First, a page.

An amazingly versatile kayak, popular with paddlers who appreciate it smaller dimensions but also the weapon of choice for those who enjoy tidal races and surf were its predictability and size are also benefits.
Ideally suited to small paddlers, the Avocet is compact without compromising performance. Also a playful and fun day boat for the average sized paddler, it was developed from the popular Pintail but improved to provide better tracking and more forgiveness yet retaining it’s original lively handling.
I love the Avocet. I've only been kayaking about 5 years. I've owned the Avocet for 3 and it may be the last kayak I buy. It's a joy to paddle and only weights about 47 lbs so as a woman and small paddler, it's perfect for me. I'm 71 so weight matters to me. I not only keep up with everyone, I actually lead even with much younger kayakers.
It tracks so well and is so responsive. Best thing I ever bought.
As far as fit and finish goes, the Valley hatches are unmatched in the industry and provide a great water-tight place for storage. The Avocet has a handy day hatch that's easy to access while on the water. The hatch covers are a little tough to get on, but that's the price you pay for dry storage. The deck lines and bungies are good, and the skeg control is conveniently located at the front left side of the cockpit. At 5'7" and 165 lbs., the cockpit fits me like a glove. At first I thought things were a little tight, but that's because I had paddled some barges before getting the Avocet. The thigh braces fit me well, and I can really feel the boat when I edge into turns. The seat and back band are minimal, but I feel comfortable and my back is supported, so I don't miss the more elaborate seat.
I've had my boat for four years now, and I still get compliments from people who like both the design and the granite color of my Avocet. Apparently, the granite color is quite rare. I've seen several other rotomolded Avocets and they aren't as nice looking as my boat.
The only negative to report is the set screw on the skeg control knob. While paddling off the Isle au Haut in Maine, my skeg cable got kinked when I got caught up on some seaweed while trying to land. Back home I tried to replace the cable and found that the set screw was frozen inside the plastic knob. Apparently, the material used for the screw reacts chemically with the threaded portion of the control knob, making it virtually impossible to remove. With much difficulty, I ended up cutting off the knob. The Kayak Centre of Rhode Island had both the cable and control knob in stock, so I bought a couple of them. The cable replacement went easily, though I did have to borrow a special cable cutter from the local hardware store in order to cut the cable without shredding the strands of wire. The skeg works good as new, and I haven't had any problems. I only deploy the skeg in windy conditions, as the Avocet does weather cock a bit.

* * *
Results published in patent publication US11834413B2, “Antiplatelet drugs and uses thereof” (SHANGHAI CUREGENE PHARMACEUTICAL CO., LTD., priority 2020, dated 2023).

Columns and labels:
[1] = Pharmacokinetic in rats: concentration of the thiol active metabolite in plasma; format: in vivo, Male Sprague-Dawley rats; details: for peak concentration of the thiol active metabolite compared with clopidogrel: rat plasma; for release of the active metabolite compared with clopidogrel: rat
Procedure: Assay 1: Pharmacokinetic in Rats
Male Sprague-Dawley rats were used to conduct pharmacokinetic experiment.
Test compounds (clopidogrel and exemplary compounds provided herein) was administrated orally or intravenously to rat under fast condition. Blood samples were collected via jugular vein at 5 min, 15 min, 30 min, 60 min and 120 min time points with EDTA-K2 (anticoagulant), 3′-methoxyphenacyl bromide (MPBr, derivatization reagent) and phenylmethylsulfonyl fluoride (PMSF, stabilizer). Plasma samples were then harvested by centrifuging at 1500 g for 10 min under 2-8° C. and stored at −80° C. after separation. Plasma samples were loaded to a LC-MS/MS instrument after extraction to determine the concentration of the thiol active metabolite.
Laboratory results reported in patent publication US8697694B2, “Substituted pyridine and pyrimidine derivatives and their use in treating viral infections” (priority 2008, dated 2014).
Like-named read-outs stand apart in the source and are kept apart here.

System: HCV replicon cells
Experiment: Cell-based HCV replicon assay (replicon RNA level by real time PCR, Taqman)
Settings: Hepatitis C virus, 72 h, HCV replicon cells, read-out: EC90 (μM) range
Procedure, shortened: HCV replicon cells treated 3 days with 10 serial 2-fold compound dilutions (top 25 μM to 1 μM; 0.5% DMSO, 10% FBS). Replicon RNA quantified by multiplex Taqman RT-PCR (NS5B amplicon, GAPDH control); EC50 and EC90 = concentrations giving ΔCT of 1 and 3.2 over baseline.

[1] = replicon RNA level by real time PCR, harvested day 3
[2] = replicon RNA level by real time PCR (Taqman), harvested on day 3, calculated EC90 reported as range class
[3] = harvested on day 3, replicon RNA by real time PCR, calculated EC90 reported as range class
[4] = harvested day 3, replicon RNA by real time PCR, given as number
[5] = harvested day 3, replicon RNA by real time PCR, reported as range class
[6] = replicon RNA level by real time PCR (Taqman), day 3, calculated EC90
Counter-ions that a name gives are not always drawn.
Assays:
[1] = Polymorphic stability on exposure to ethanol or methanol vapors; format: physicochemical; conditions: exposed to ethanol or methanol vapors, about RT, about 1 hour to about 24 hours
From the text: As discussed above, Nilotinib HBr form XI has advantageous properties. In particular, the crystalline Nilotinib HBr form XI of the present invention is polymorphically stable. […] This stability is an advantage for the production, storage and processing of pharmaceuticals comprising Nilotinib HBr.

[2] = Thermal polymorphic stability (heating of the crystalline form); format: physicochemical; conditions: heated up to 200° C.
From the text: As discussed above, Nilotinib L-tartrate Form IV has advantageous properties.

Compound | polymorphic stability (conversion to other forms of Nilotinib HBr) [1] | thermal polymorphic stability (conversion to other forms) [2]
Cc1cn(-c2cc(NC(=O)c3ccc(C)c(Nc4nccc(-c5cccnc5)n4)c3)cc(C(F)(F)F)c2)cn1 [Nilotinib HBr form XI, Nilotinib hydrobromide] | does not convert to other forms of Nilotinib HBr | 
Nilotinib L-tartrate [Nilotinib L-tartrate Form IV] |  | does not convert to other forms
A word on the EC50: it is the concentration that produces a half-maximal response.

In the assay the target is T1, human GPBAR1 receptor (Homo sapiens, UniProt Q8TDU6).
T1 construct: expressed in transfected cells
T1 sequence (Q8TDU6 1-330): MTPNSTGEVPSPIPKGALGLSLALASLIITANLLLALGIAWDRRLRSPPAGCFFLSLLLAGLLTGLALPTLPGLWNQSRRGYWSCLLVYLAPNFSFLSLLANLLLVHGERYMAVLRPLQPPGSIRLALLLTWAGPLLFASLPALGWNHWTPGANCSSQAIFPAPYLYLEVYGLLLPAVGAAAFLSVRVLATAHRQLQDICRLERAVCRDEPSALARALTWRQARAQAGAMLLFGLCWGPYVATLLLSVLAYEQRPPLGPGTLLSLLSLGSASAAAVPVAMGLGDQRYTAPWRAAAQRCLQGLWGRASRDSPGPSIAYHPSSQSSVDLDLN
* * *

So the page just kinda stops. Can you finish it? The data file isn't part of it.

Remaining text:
Initial and secondary stability are amazing, tracks very well, but will weathercock. I have found the sweet spot on the skeg which helps with the weathercocking without additional drag. Hatches are actually watertight, and for me, can be packed out for a few days. I look forward to many years of paddling enjoyment with my Avocet.
I chose her on the recommendation of a kayak guide I respect, and on the fact that the internet is filled with reviews where instructors say that this is the boat they use when they want their moves to look crisp and impressive.
My only complaint (hence, the 9 rating) is about the skeg. The cable kinked early on because the design (no way to sugarcoat this) stinks. A repair has been difficult to effect mainly because the screw which secures the cable in the knob has fused to its socket (apparently a galvanic reaction due to a bad matching of metals). Otherwise, she is solidly constructed and has survived me dropping her from the car roof to pavement (more than once; yes, I apologized).
She is a joy to paddle, and I cannot imagine another boat could have been better at getting me "out there." And, now, with a lot more experience, she's still consistently fun.
The build quality is excellent with no defects and despite a fair few nasty scrapes, bangs and drops it has held up well with people asking if its new still. The hatches are as watertight as the day I bought it. It does come in quite heavy and seems to weigh more than most other plastic kayaks I carry.